Today, people move around much more often than they did just a few decades ago. People are also more likely to have a vacation home, rental property or family farm outside of the state where they currently live.
These facts, along with the reality that many children grow up and move several states away from their parents, mean that more and more people are inheriting property far away from the state in which they reside. If you happen to inherit real property that is outside of your home state, here is what you can do.
Understanding Ancillary Probate
When an individual dies and owns real property or assets that are titled in his or her own name, a probate estate has to be opened where the person lived or where the property is located. Typically, the “main” probate estate is opened where the individual lived immediately prior to death.
However, if the decedent also owned real property in another state (besides the one where the decedent lived) and it was titled in his or her own name, then the property must be probated in the state where the property was located. This is referred to as “ancillary probate” since it is a proceeding in addition to and in support of the main probate where the individual lived prior to his or her death.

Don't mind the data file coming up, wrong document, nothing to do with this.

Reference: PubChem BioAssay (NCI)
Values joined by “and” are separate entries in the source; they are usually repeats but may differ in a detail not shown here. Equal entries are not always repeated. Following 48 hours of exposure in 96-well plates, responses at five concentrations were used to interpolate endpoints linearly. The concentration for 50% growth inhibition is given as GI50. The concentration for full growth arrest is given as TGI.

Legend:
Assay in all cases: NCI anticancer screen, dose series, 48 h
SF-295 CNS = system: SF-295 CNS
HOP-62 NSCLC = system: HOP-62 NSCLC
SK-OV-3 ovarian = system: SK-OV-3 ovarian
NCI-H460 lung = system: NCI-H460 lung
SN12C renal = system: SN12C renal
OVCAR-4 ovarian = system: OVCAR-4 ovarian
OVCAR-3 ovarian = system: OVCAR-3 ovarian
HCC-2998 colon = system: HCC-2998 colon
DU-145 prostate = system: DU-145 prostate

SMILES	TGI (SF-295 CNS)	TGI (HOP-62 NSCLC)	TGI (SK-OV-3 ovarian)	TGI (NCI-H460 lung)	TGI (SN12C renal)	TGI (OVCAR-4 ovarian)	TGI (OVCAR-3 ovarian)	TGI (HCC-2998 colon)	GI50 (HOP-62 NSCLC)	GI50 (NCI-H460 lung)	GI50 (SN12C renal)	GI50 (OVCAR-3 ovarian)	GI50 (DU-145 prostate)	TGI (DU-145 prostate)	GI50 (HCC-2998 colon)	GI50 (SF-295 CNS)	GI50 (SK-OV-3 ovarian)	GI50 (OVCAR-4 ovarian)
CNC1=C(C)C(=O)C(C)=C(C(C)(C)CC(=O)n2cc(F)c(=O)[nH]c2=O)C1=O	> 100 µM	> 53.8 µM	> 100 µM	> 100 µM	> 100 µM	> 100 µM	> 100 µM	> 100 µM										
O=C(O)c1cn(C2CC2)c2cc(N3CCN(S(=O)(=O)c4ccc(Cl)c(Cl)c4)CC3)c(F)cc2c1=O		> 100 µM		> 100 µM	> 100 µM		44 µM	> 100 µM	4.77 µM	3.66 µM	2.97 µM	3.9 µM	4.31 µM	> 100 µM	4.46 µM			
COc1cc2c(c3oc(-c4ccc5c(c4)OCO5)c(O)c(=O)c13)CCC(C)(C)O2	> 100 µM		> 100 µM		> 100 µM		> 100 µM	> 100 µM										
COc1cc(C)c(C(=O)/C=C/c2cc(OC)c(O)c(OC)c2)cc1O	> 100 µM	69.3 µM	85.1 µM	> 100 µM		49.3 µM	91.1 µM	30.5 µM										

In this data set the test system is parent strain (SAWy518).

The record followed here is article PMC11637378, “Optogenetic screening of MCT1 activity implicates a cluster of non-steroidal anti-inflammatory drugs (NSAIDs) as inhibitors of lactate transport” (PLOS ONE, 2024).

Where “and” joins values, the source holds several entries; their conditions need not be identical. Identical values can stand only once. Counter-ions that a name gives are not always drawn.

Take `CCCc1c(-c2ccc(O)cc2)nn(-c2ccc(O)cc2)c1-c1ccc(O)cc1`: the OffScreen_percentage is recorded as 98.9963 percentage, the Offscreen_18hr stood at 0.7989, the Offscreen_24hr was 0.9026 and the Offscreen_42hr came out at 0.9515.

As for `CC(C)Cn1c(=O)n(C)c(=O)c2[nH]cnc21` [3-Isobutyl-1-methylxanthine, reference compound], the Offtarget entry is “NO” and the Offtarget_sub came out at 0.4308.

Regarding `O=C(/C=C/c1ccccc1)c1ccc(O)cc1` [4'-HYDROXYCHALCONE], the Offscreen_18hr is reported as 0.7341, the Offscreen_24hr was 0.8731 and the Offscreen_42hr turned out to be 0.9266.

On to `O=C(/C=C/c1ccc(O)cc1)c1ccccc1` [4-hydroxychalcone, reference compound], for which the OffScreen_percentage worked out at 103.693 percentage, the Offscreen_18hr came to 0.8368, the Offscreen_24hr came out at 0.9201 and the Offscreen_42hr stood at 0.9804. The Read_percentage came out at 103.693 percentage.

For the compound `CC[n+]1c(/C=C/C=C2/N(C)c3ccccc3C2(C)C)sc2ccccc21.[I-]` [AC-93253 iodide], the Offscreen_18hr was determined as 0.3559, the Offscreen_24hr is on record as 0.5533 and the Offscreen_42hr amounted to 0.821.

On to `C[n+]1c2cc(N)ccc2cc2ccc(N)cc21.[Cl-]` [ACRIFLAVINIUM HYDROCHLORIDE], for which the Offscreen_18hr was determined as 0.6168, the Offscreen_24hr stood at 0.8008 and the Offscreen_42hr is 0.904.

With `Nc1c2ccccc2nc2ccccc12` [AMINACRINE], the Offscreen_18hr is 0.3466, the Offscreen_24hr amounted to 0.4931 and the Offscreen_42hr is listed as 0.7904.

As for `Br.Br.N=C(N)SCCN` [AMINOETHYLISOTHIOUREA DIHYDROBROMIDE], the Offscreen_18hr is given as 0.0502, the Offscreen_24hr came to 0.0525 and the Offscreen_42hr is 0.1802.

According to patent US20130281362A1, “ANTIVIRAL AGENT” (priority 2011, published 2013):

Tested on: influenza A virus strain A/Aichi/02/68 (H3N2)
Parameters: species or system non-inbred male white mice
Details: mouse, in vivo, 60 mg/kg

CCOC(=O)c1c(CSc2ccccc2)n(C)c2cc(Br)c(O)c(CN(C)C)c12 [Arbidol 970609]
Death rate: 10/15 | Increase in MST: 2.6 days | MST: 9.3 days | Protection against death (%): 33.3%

The amount of time and cost of ancillary probate is dependent on several factors, some of which include:
- Where family members are located
- The general size of the estate
- Where the property is located
At the absolute least, ancillary probate will require the executor of the primary probate estate to hire a local attorney to help with the ancillary probate process in the state where the additional property is located. There are some situations where a resident of the state where the ancillary probate estate is opened must act as an agent on the behalf of the executor of the primary probate estate.
If property is located in several states, then things become even more complicated. For example, if the deceased person lived in Kansas, had a vacation property in Maine and a timeshare in Florida (yes, a timeshare must go through the probate process), then estates must be opened in all three states.
It’s understandable if your head is spinning. This can be a messy situation. But there is good news. A person owning property in multiple states can avoid multiple probates by establishing a proper estate plan during his or her lifetime.
In fact, with the right estate plan, an individual can avoid probate altogether, as well as the need to deal with several courts and out-of-state attorneys.
Inheriting property located in another state doesn’t have to be a hassle; however, it’s absolutely essential that if you own property in several states that you meet with an experienced estate planning attorney like The KC Estate Planner and make an estate plan now. This will save your children quite a bit of stress and hassle in the future.